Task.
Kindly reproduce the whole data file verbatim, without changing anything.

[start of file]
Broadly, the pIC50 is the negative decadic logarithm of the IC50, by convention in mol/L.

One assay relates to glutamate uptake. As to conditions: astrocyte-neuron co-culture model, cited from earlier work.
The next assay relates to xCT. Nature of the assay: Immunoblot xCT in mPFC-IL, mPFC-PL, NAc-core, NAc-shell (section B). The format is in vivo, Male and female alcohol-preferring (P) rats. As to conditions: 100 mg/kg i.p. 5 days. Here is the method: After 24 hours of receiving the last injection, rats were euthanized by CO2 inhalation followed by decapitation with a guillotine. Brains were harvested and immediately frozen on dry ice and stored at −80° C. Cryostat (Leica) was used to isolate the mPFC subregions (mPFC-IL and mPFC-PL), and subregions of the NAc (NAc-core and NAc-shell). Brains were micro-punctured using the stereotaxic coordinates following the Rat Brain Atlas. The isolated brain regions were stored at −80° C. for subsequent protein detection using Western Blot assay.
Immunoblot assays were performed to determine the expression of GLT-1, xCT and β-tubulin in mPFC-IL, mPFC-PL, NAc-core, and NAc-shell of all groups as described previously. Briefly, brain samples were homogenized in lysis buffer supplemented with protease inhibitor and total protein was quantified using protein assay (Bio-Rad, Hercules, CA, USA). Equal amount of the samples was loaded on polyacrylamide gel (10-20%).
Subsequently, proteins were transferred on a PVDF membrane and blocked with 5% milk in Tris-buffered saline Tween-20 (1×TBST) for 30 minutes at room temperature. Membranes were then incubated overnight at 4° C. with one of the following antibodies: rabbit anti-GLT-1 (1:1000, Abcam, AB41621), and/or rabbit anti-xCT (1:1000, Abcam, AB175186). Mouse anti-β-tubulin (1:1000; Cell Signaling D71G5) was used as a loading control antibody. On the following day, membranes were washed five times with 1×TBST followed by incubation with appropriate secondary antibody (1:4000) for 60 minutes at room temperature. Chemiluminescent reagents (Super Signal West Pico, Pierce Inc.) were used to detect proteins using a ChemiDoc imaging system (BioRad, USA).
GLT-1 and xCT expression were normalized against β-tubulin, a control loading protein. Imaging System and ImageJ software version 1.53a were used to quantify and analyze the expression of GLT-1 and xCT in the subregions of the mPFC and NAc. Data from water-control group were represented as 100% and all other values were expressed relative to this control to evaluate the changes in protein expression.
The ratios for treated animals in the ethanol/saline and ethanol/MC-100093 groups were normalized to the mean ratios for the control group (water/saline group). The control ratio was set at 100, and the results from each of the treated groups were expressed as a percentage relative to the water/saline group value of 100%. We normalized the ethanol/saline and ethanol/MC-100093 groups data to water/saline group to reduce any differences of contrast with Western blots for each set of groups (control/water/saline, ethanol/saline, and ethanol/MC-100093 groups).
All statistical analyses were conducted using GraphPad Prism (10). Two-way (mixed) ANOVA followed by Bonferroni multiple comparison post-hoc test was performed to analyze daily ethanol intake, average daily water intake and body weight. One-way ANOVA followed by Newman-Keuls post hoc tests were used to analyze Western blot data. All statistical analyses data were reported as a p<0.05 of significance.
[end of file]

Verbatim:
Broadly, the pIC50 is the negative decadic logarithm of the IC50, by convention in mol/L.

One assay relates to glutamate uptake. As to conditions: astrocyte-neuron co-culture model, cited from earlier work.
The next assay relates to xCT. Nature of the assay: Immunoblot xCT in mPFC-IL, mPFC-PL, NAc-core, NAc-shell (section B). The format is in vivo, Male and female alcohol-preferring (P) rats. As to conditions: 100 mg/kg i.p. 5 days. Here is the method: After 24 hours of receiving the last injection, rats were euthanized by CO2 inhalation followed by decapitation with a guillotine. Brains were harvested and immediately frozen on dry ice and stored at −80° C. Cryostat (Leica) was used to isolate the mPFC subregions (mPFC-IL and mPFC-PL), and subregions of the NAc (NAc-core and NAc-shell). Brains were micro-punctured using the stereotaxic coordinates following the Rat Brain Atlas. The isolated brain regions were stored at −80° C. for subsequent protein detection using Western Blot assay.
Immunoblot assays were performed to determine the expression of GLT-1, xCT and β-tubulin in mPFC-IL, mPFC-PL, NAc-core, and NAc-shell of all groups as described previously. Briefly, brain samples were homogenized in lysis buffer supplemented with protease inhibitor and total protein was quantified using protein assay (Bio-Rad, Hercules, CA, USA). Equal amount of the samples was loaded on polyacrylamide gel (10-20%).
Subsequently, proteins were transferred on a PVDF membrane and blocked with 5% milk in Tris-buffered saline Tween-20 (1×TBST) for 30 minutes at room temperature. Membranes were then incubated overnight at 4° C. with one of the following antibodies: rabbit anti-GLT-1 (1:1000, Abcam, AB41621), and/or rabbit anti-xCT (1:1000, Abcam, AB175186). Mouse anti-β-tubulin (1:1000; Cell Signaling D71G5) was used as a loading control antibody. On the following day, membranes were washed five times with 1×TBST followed by incubation with appropriate secondary antibody (1:4000) for 60 minutes at room temperature. Chemiluminescent reagents (Super Signal West Pico, Pierce Inc.) were used to detect proteins using a ChemiDoc imaging system (BioRad, USA).
GLT-1 and xCT expression were normalized against β-tubulin, a control loading protein. Imaging System and ImageJ software version 1.53a were used to quantify and analyze the expression of GLT-1 and xCT in the subregions of the mPFC and NAc. Data from water-control group were represented as 100% and all other values were expressed relative to this control to evaluate the changes in protein expression.
The ratios for treated animals in the ethanol/saline and ethanol/MC-100093 groups were normalized to the mean ratios for the control group (water/saline group). The control ratio was set at 100, and the results from each of the treated groups were expressed as a percentage relative to the water/saline group value of 100%. We normalized the ethanol/saline and ethanol/MC-100093 groups data to water/saline group to reduce any differences of contrast with Western blots for each set of groups (control/water/saline, ethanol/saline, and ethanol/MC-100093 groups).
All statistical analyses were conducted using GraphPad Prism (10). Two-way (mixed) ANOVA followed by Bonferroni multiple comparison post-hoc test was performed to analyze daily ethanol intake, average daily water intake and body weight. One-way ANOVA followed by Newman-Keuls post hoc tests were used to analyze Western blot data. All statistical analyses data were reported as a p<0.05 of significance.